farm9.com, Inc. has developed a customer Win32 Agent for gathering and transmitting information. This Agent is loosely based on SaberNet's NT Syslog service that is distributed at "www.sabernet.net/software/ntsyslog.html". The NT Syslog Agent gathers information from the Windows Event Log sub-system and supports a generic file transportation mechanism. This allows information from the standard Event log and text files like IIS web logs to be transmitted across the network.
A Snort output plug-in was created to package and transmit Snort Intrusion Detection messages across the network. This output plug-in was developed by farm9.com, Inc. and defines a packet format that is understood by the Syslog Receiver Plug-in.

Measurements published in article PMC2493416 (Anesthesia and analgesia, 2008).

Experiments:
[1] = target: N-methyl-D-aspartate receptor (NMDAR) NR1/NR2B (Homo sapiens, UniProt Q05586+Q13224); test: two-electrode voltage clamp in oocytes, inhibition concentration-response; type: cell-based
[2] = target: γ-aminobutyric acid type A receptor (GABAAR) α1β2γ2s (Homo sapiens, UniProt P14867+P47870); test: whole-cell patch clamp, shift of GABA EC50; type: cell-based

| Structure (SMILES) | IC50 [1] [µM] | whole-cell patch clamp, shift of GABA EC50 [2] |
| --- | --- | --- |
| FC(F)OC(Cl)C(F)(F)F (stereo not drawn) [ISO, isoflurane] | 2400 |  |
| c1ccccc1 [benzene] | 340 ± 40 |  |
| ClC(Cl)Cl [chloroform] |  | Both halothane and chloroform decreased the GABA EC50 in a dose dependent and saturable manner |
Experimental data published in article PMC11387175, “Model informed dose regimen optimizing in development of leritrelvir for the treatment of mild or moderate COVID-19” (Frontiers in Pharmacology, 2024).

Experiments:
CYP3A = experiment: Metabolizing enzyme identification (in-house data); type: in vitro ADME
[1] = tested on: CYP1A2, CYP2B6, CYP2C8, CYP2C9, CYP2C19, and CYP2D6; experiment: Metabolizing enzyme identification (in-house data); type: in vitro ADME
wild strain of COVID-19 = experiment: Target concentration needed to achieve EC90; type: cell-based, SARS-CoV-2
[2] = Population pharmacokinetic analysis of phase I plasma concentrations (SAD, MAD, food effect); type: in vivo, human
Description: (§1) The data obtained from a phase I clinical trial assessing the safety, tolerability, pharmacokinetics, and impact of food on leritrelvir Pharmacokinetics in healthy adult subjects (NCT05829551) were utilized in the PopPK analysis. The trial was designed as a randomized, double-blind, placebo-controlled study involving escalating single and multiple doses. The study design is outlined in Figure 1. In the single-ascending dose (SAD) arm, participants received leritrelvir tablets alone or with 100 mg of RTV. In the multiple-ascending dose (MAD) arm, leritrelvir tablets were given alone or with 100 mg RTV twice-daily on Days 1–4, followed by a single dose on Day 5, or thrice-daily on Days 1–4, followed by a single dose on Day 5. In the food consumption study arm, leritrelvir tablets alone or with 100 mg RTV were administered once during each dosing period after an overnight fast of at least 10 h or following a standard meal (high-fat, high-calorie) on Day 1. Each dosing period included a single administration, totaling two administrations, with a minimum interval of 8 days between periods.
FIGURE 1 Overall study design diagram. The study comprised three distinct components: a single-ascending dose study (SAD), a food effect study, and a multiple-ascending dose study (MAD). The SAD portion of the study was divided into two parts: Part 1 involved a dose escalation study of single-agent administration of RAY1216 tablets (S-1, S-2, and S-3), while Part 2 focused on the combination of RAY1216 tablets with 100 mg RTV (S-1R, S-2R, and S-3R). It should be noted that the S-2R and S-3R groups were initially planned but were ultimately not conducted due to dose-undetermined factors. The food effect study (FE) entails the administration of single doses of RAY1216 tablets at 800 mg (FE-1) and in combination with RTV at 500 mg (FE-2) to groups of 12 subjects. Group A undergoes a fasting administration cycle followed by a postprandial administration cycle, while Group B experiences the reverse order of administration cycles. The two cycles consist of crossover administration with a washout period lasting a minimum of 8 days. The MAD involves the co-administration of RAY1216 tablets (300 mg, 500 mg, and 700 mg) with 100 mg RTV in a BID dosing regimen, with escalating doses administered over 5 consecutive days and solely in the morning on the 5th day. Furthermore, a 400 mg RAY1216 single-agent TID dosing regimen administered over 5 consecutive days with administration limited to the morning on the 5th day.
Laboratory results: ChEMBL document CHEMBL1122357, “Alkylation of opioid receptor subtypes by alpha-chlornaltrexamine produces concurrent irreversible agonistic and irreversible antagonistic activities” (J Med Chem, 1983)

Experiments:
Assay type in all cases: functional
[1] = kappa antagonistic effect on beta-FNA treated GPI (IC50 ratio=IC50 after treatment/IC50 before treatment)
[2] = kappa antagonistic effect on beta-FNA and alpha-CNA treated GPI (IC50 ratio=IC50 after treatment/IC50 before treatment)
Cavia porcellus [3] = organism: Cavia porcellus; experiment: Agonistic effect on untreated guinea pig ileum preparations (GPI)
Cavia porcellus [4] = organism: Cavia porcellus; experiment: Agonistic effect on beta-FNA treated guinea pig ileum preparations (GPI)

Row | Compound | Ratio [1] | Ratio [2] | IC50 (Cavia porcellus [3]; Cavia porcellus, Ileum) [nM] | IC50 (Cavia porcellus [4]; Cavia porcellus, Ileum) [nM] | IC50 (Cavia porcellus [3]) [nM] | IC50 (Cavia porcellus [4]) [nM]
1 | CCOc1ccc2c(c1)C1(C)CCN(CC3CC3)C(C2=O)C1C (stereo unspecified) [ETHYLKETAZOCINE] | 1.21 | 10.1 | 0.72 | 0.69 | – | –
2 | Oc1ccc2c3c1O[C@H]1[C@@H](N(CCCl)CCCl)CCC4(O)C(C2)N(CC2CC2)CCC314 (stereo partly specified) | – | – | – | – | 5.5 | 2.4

Checkpoint has developed the Open Platform for Secure Enterprise Connectivity (OPSEC) in an effort to standardize retrieval of Firewall-1 messages. OPSEC allows third-parties to implement polling Agents that gather messages from Firewall-1 devices. This Agent technically acts as both a Receiver Plug-in and Agent since it must poll Firewall-1 devices for information. Due to licensing restrictions of the OPSEC library, farm9.com, Inc. is unable to package this agent in its entirety. Entities wishing to use the OPSEC Agent will have to download the OPSEC library from CheckPoint before compiling this plug-in.
Copyright © 2005 farm9.com, Inc. - All Rights Reserved.
Last modified: January 01, 1970 00:00:00 UTC